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Nothing for me could replace it as my number one favourite thing I watched this year.
I think it’s significant to still be affected by the illusion of cinema like this in 2017. (Taika Waititi, 2017) Waititi expertly commands the difficult task of negotiating his own eccentric auteur style within the Marvel Studios franchise formula. The “18-hour movie” has occupied my mind all summer.
I don’t get a lot of opportunity to watch many Australian movies in the cinema lately (I’ll have to blame that on the franchise fever), so I was delighted to not only appreciate the Australian and New Zealand contributions to this movie, both in front of the camera and behind-the-scenes, but to also enjoy its familiar tone and humour (anyone who missed the reference to multiple times, this negation has forced me to question my connection with what I think defines Star Wars and has indeed strengthened my relationship with the Force (however it works anymore). It is one of the most challenging pieces of work I’ve seen, it is moving, funny, confusing and makes you think about history, memories and mortality.
I can´t include the film is one of the most convincing debuts of 2017; it is a film shot from an absolute vocation as a filmmaker, from the need to shoot, from the same uncontrollable desire that leads us to watch so many films. , 1968, Raúl Ruiz)- Locarno Film Festival Apparently 2017 was the year that cinema died…again.
This is largely attributed to Hollywood hitting peak franchise fever…again.
My second list below includes my top 20 film discoveries of the year.
My top 30 In an age where skepticism of all-male comedy groups has rightly proliferated, the only way such a group can ever earn respect is to, as Donna do, unreservedly highlight and demolish the idiocy of the male sex.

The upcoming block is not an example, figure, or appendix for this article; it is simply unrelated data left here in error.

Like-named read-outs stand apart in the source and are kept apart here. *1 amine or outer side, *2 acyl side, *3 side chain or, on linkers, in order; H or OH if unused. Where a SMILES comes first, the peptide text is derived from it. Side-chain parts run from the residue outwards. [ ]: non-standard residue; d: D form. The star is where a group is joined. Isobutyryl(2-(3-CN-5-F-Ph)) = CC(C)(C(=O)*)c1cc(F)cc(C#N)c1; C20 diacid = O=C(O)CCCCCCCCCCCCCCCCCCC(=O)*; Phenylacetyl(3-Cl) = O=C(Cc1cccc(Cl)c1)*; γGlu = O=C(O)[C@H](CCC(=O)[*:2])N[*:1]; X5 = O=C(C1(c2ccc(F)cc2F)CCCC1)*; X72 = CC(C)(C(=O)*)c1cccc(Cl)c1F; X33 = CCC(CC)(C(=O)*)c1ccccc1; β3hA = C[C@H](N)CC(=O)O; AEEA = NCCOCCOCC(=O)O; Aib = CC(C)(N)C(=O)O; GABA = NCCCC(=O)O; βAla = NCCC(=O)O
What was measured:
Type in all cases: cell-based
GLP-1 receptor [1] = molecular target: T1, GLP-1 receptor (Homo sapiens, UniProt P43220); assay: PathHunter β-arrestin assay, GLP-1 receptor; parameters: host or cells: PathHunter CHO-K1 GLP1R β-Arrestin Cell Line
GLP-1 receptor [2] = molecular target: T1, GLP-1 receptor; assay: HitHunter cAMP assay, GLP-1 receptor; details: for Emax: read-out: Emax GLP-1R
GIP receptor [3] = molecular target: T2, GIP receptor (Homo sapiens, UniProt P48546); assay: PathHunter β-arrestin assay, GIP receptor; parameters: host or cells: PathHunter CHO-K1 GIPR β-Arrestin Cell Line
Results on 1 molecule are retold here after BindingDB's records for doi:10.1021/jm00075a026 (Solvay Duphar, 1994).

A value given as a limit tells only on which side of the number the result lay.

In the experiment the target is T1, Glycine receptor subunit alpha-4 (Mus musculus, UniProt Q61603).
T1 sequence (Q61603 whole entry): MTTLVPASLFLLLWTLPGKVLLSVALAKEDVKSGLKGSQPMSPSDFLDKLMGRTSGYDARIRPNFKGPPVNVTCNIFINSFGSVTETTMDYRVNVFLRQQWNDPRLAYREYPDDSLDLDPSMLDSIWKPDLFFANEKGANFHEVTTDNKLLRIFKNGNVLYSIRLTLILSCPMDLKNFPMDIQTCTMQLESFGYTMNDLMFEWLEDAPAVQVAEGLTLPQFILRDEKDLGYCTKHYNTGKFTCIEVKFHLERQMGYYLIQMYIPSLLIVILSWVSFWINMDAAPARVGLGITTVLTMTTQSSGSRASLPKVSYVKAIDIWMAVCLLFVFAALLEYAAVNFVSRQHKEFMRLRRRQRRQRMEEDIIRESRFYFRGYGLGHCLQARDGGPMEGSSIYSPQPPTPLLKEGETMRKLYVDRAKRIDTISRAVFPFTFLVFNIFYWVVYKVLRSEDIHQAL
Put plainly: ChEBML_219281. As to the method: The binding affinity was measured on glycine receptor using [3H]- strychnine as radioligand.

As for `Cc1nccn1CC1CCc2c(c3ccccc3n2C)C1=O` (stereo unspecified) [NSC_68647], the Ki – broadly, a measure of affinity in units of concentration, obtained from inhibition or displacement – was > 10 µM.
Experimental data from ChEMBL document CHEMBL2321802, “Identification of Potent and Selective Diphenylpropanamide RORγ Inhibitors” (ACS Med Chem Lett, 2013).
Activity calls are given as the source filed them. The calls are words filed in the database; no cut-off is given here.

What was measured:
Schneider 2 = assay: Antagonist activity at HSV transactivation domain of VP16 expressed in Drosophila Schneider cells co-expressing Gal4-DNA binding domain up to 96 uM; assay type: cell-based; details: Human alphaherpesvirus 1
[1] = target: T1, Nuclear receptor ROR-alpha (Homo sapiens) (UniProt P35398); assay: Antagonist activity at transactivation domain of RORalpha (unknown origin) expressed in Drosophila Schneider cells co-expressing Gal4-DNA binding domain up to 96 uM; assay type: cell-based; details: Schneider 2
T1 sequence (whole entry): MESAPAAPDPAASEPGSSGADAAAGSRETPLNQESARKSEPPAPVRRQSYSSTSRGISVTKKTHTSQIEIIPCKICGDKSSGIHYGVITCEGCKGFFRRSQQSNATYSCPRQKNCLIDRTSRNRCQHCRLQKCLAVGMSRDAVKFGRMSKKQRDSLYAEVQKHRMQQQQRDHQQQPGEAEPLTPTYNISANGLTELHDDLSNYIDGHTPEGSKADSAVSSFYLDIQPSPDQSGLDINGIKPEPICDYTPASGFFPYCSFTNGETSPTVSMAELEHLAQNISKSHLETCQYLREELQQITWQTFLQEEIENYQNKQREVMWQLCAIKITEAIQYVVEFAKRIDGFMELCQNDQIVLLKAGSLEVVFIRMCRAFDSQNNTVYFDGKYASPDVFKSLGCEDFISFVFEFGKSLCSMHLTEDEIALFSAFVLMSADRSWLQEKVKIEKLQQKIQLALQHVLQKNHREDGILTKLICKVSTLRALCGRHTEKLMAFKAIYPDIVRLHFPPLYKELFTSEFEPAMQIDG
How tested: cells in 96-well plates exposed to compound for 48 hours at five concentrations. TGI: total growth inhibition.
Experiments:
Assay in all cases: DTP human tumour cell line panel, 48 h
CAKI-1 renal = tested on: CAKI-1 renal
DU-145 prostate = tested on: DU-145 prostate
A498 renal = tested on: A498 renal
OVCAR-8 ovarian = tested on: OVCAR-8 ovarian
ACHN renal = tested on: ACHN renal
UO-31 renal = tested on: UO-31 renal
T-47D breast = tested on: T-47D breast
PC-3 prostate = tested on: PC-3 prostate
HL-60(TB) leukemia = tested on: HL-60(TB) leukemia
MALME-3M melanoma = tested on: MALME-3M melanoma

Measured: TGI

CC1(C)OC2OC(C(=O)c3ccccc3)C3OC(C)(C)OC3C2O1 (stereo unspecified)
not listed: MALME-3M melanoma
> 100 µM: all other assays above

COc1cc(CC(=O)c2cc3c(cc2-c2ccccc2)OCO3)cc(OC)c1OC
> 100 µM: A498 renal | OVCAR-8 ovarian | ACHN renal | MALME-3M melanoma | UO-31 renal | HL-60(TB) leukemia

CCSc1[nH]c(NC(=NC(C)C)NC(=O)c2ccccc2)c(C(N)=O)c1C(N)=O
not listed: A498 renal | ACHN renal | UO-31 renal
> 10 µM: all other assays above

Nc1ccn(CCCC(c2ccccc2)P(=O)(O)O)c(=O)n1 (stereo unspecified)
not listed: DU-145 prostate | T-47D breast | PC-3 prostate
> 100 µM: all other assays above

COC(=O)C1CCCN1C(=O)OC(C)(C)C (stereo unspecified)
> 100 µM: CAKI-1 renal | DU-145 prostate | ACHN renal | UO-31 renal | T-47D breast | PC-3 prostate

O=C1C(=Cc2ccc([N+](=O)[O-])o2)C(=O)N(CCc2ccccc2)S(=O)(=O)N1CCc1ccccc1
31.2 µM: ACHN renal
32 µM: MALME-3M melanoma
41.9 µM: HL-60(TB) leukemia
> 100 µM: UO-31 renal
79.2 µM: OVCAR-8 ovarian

Wang Bing and Carlos Agulló: their works have watched the death closely.
Wang Bing, possesses the rigorous and respectful gaze; Carlos Agulló, the gaze on death that fills with life.
(Josh Safdie and Benny Safdie, 2017) The Safdie brothers bring their gritty, hallucinatory realism to bear in this propulsive picaresque, following a streetwise hustler (live-wire Robert Pattinson) as he outruns and out-thinks the world at large, seemingly for the benefit of his brother but really as its own reward. (Greta Gerwig, 2017) With a remarkable blend of sympathy and screwball finesse, writer/director Gerwig and lead actress Saoirse Ronan craft an indelibly daffy heroine (the eponymous, self-named “Lady Bird”) who transcends any hint of clichéd, coming-of-age drama and mines some real emotional territory with a gruff Laurie Metcalf as her mother. (Jordan Peele, 2017) Balancing social relevancy, conceptual horror, and both sly and laugh-out-loud comedy, the surprise box office hit from comedian Jordan Peele brilliantly portrays race relations through the heightening lens of genre. , Nana Ekvtimishvili and Simon Gross, 2017) A Georgian wife and mother decides to pursue a life of her own, sending ripples throughout her extended family and local community in this closely observed drama that leaves no easy answers. (Jairus Mc Leary, 2017) This uncomfortably intimate vérité documentary stares unflinchingly at a four-day group-therapy session within Folsom Prison, where prisoners and outsiders alike draw forth their long-repressed emotions and challenge their deepest masculine assumptions and mores. (Noah Baumbach, 2017) Baumbach’s latest bittersweet comedy of familial strife pits a trio of angst-ridden siblings against a dying, middling artist patriarch.